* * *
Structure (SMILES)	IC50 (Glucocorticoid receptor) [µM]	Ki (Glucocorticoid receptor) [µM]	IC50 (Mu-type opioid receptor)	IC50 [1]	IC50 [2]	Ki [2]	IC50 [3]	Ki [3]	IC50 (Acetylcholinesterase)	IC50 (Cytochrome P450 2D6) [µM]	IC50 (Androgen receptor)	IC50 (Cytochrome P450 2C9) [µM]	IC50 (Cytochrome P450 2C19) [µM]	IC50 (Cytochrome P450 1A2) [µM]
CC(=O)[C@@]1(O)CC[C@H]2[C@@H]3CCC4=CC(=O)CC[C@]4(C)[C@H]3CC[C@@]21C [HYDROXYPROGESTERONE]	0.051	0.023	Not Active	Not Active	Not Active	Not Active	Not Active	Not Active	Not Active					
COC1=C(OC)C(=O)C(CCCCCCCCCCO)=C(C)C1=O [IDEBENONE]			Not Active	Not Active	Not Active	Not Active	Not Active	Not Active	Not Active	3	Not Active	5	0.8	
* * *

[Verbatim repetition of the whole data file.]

Structure (SMILES)	IC50 (Glucocorticoid receptor) [µM]	Ki (Glucocorticoid receptor) [µM]	IC50 (Mu-type opioid receptor)	IC50 [1]	IC50 [2]	Ki [2]	IC50 [3]	Ki [3]	IC50 (Acetylcholinesterase)	IC50 (Cytochrome P450 2D6) [µM]	IC50 (Androgen receptor)	IC50 (Cytochrome P450 2C9) [µM]	IC50 (Cytochrome P450 2C19) [µM]	IC50 (Cytochrome P450 1A2) [µM]
CC(=O)[C@@]1(O)CC[C@H]2[C@@H]3CCC4=CC(=O)CC[C@]4(C)[C@H]3CC[C@@]21C [HYDROXYPROGESTERONE]	0.051	0.023	Not Active	Not Active	Not Active	Not Active	Not Active	Not Active	Not Active					
COC1=C(OC)C(=O)C(CCCCCCCCCCO)=C(C)C1=O [IDEBENONE]			Not Active	Not Active	Not Active	Not Active	Not Active	Not Active	Not Active	3	Not Active	5	0.8	